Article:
Turley alleges no facts indicating that either Brown-Turley-Walker or Walker were acting under color of state law rendering them "state actors" for purposes of § 1983. Turley alleges that Brown-Turley-Walker is his ex-wife and an employee of Central Kentucky Management Services, Inc., but neither of these allegations render her a "state actor" under § 1983. Further, Brown-Turley-Walker's status as an adverse party in the Divorce Action does not elevate her to the level of a "state actor" under § 1983. See Courtney v. Reed, No. 2:12-CV-10886, 2012 WL 1555207, at *2 (E.D. Mich. Apr. 30, 2012) (concluding that plaintiff's ex-wife was a private citizen and not a state actor under § 1983); Milgrom v. Burstein, 374 F.Supp.2d 523, 527 (E.D. Ky. 2005) (same). Brown-Turley-Walker is merely a private party who is not subject to suit under § 1983. Next, Turley alleges that Walker is an employee of the Lexington-Fayette Urban County Government, but he alleges no facts suggesting that Walker's alleged actions were taken in his official capacity as a municipal employee. Thus, Walker is likewise only a private party who has no liability to Turley under § 1983.

A recent case from Michigan bears a striking similarity to this proceeding. In 2012, a Michigan prisoner unsuccessfully filed a federal civil rights action alleging essentially the same federal and state claims that Turley asserts in this action. In Kucera v. Black, No. 4:12-CV-15218, 2012 WL 6200332 (E.D. Mich. Dec. 12, 2012), Michigan prisoner John Kucera sued his ex-wife in federal court for her refusal to abide by the terms of divorce judgment which provide for visitations with his son. Kucera alleged that their Divorce Judgment provided that, if he were imprisoned in a facility within 100 miles of Detroit, his ex-wife would provide visitations with his son every-other-weekend at the facility, and that by failing to abide with that judgment, his ex-wife had interfered with his family relationship, intentionally inflicted emotional distress, and violated his civil rights. Id. at *1. On initial screening, the court rejected all of Kucera's claims and dismissed his complaint, finding that among other things, his federal constitutional claims against his wife were based on "private acts and conduct, " and that she did not qualify as a state actor under § 1983. Id. at *3. Similarly, Turley's claims must be dismissed because they are based upon private acts and conduct.

Second, the domestic relations exception, a long established legal principle, precludes Turley's claims. In Kucera, the district court discussed at length the "domestic relations exception" to federal jurisdiction, which the Supreme Court established in 1859 when it announced that federal courts have no jurisdiction over suits for divorce or the allowance of alimony. See Barber v. Barber, 62 U.S. 582, 584 (1859). The exception was later expanded to include child custody cases. Ex parte Burrus, 136 U.S. 586, 594 (1890). The Supreme Court has since reaffirmed that the domestic relations exception to jurisdiction "encompasses only cases involving the issuance of a divorce, alimony, or child custody decree." Ankenbrandt v. Richards, 504 U.S. 689, 704 (1992). Pursuant to the domestic relations exception, "federal courts are precluded from exercising jurisdiction over cases whose substance is generally domestic relations" issues. Chambers v. Michigan, 473 F.Appx. 477, 478 (6th Cir. 2012); see Firestone v. Cleveland Trust Co., 654 F.2d 1212, 1215 ("[F]ederal courts traditionally have refrained from exercising jurisdiction over cases which in essence are domestic relations disputes.").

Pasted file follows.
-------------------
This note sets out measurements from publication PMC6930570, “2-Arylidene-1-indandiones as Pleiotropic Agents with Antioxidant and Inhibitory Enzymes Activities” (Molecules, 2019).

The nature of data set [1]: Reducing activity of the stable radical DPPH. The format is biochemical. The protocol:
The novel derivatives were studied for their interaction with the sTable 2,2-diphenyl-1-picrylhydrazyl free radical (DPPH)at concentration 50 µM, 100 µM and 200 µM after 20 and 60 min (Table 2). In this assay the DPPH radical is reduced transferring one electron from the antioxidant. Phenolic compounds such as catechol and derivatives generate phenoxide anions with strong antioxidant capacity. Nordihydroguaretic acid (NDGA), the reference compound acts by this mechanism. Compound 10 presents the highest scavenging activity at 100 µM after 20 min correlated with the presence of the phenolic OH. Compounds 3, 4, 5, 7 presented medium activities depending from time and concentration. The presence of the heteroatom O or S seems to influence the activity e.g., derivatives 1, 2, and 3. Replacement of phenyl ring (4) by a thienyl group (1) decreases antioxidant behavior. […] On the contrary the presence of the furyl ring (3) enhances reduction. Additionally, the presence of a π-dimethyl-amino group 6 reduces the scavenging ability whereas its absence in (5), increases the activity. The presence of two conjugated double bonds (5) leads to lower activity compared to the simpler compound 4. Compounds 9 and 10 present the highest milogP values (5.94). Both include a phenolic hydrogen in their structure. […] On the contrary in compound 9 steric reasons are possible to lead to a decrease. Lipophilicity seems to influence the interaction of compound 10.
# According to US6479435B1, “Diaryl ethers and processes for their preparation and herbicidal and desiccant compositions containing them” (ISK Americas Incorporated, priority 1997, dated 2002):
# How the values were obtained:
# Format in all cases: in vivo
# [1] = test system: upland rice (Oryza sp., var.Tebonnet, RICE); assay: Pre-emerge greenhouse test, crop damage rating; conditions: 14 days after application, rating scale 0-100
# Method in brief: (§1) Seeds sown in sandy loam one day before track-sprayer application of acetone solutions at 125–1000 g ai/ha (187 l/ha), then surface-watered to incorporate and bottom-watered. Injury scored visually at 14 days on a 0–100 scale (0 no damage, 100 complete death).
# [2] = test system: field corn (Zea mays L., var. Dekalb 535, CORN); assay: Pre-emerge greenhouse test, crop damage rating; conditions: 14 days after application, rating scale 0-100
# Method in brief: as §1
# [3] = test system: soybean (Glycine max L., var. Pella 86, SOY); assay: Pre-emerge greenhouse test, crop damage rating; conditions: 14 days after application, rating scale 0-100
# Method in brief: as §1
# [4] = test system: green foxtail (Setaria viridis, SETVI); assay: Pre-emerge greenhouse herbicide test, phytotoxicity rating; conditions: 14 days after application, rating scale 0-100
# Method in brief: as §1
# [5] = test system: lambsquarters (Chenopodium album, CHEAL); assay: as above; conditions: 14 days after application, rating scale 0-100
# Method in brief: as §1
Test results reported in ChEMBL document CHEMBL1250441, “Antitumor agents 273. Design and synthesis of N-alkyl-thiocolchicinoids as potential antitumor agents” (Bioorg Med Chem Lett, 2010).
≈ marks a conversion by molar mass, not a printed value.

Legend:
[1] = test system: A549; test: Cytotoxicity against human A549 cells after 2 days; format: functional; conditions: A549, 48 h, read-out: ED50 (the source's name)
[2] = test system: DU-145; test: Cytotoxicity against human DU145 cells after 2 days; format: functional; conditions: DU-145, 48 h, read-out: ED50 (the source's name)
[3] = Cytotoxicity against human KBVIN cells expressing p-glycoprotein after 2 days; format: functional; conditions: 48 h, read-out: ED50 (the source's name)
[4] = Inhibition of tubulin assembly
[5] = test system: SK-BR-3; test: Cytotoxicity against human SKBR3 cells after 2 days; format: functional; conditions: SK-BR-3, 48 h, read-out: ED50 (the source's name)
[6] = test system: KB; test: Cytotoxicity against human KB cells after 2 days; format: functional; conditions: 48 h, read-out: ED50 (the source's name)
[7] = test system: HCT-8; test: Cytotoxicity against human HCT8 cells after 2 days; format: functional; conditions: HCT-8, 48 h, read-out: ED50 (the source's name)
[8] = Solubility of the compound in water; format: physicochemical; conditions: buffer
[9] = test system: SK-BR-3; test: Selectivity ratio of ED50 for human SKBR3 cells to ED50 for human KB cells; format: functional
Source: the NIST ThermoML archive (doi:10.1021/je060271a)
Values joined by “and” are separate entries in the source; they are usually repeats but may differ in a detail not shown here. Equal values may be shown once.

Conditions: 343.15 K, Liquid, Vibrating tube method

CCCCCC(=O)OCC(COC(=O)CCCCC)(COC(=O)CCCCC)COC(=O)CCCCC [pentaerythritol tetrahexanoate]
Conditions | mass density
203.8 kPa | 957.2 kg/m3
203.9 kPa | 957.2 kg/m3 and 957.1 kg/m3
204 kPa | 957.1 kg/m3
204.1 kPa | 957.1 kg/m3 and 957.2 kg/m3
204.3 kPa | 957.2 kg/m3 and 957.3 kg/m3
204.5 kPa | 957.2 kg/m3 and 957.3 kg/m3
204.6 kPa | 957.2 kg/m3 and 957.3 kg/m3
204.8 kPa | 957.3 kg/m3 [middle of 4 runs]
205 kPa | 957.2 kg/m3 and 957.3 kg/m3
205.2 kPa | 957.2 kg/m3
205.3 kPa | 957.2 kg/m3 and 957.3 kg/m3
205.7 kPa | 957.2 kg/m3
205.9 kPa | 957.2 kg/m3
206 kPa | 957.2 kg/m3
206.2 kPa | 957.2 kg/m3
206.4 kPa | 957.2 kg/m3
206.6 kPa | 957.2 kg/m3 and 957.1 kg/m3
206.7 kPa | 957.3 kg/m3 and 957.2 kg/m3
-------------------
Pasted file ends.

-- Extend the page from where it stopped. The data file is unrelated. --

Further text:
In Kucera, the court explained that the domestic relations exception "recognizes that the field of domestic relations involves local problems peculiarly unsuited to control by federal courts.'" Kucera, 2012 WL 6200332, at *1 (quoting Firestone, 654 F.2d at 1215). The district court then applied the domestic relations exception to Kucera's claims, finding that although he had alleged that his ex-wife's refusal to abide by a visitation schedule was a tort, "this case does not merely have domestic relations overtones-it is in essence a run-of-the-mill domestic relations case that is properly addressed by the state courts." Kucera, 2012 WL 6200332, at *2.

Similar to the facts in Kucera, the crux of Turley's claims in this case is that Brown-Turley-Walker and Walker allegedly violated an order or orders entered in the Divorce Action, thus interfering with or preventing his visitation rights with J.R.T. Turley frequently described his claims as deprivation of his "property" rights, or as violations of "contract, " see, e.g., R. 1, ¶¶ 5, 6, 8, but the substance of his claims concerns a child visitation issue, which is a core domestic relations matter. Because the substance of Turley's claims involves a quintessential domestic relations issue, the domestic relations exception bars consideration of his claims. Turley must pursue his claims in the Divorce Action and/or in the state appellate courts, not in federal court.